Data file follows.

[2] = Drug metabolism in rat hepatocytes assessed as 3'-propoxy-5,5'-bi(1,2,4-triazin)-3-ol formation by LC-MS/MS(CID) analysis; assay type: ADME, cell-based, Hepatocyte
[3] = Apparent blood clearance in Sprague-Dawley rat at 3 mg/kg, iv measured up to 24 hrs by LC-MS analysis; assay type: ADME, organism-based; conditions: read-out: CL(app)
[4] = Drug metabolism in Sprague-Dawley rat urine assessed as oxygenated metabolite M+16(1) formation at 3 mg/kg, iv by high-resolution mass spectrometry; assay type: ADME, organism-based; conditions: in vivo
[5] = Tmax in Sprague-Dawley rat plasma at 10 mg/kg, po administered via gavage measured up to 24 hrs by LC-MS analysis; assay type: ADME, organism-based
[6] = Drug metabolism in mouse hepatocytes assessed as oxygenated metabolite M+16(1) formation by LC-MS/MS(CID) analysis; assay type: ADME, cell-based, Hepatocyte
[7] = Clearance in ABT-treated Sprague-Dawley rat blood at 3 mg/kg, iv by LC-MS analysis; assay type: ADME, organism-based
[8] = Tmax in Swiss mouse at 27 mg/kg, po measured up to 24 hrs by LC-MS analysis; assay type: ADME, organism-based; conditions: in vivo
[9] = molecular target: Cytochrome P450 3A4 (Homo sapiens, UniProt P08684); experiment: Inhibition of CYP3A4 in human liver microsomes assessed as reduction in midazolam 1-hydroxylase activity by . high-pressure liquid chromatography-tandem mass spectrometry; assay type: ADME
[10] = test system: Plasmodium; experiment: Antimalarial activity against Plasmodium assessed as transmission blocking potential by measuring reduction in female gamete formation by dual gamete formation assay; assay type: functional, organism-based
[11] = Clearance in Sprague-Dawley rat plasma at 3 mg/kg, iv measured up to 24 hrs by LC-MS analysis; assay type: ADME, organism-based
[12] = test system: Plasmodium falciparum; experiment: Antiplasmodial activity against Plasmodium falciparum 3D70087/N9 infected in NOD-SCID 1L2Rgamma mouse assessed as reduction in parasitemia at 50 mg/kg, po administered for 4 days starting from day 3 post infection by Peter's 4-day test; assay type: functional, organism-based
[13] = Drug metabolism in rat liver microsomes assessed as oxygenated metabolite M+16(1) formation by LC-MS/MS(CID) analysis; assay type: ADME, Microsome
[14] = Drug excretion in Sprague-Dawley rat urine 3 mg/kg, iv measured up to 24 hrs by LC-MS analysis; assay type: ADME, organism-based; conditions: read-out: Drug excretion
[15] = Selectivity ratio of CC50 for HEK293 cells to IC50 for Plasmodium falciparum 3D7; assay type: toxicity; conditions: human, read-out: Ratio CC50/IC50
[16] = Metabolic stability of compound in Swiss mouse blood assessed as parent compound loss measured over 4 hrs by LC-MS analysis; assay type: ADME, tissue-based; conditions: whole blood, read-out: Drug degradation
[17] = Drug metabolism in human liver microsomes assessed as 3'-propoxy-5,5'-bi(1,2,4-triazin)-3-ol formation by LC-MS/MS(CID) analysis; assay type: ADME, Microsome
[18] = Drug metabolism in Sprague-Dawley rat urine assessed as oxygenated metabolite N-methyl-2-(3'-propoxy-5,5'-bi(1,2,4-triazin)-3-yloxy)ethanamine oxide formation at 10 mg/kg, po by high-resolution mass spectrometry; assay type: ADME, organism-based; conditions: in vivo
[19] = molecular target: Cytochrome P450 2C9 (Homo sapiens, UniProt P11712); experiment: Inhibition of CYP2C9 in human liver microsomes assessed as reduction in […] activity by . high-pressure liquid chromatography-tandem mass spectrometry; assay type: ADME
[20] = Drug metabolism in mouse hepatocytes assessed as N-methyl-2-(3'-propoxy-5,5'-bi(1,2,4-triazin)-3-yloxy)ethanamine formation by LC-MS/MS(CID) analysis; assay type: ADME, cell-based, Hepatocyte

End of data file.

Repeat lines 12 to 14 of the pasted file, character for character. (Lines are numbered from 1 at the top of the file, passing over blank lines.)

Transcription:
[13] = Drug metabolism in rat liver microsomes assessed as oxygenated metabolite M+16(1) formation by LC-MS/MS(CID) analysis; assay type: ADME, Microsome
[14] = Drug excretion in Sprague-Dawley rat urine 3 mg/kg, iv measured up to 24 hrs by LC-MS analysis; assay type: ADME, organism-based; conditions: read-out: Drug excretion
[15] = Selectivity ratio of CC50 for HEK293 cells to IC50 for Plasmodium falciparum 3D7; assay type: toxicity; conditions: human, read-out: Ratio CC50/IC50